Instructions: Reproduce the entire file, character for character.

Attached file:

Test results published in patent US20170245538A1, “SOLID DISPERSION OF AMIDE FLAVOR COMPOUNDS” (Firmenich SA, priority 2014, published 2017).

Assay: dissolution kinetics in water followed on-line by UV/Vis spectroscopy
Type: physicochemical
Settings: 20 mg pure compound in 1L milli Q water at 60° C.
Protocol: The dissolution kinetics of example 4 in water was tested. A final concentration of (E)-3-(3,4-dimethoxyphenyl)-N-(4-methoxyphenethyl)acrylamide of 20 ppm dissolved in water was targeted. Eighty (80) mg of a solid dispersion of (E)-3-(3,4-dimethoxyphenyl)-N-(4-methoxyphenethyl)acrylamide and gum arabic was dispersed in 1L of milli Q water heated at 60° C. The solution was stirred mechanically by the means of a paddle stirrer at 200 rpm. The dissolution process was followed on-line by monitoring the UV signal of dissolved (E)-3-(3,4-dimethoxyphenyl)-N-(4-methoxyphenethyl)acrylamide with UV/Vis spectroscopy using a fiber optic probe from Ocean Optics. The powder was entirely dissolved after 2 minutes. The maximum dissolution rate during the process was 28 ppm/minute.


Test results published in patent US20170245538A1, “SOLID DISPERSION OF AMIDE FLAVOR COMPOUNDS” (Firmenich SA, priority 2014, published 2017).

Assay: dissolution kinetics in water followed on-line by UV/Vis spectroscopy
Type: physicochemical
Settings: 20 mg pure compound in 1L milli Q water at 60° C.
Protocol: The dissolution kinetics of example 4 in water was tested. A final concentration of (E)-3-(3,4-dimethoxyphenyl)-N-(4-methoxyphenethyl)acrylamide of 20 ppm dissolved in water was targeted. Eighty (80) mg of a solid dispersion of (E)-3-(3,4-dimethoxyphenyl)-N-(4-methoxyphenethyl)acrylamide and gum arabic was dispersed in 1L of milli Q water heated at 60° C. The solution was stirred mechanically by the means of a paddle stirrer at 200 rpm. The dissolution process was followed on-line by monitoring the UV signal of dissolved (E)-3-(3,4-dimethoxyphenyl)-N-(4-methoxyphenethyl)acrylamide with UV/Vis spectroscopy using a fiber optic probe from Ocean Optics. The powder was entirely dissolved after 2 minutes. The maximum dissolution rate during the process was 28 ppm/minute.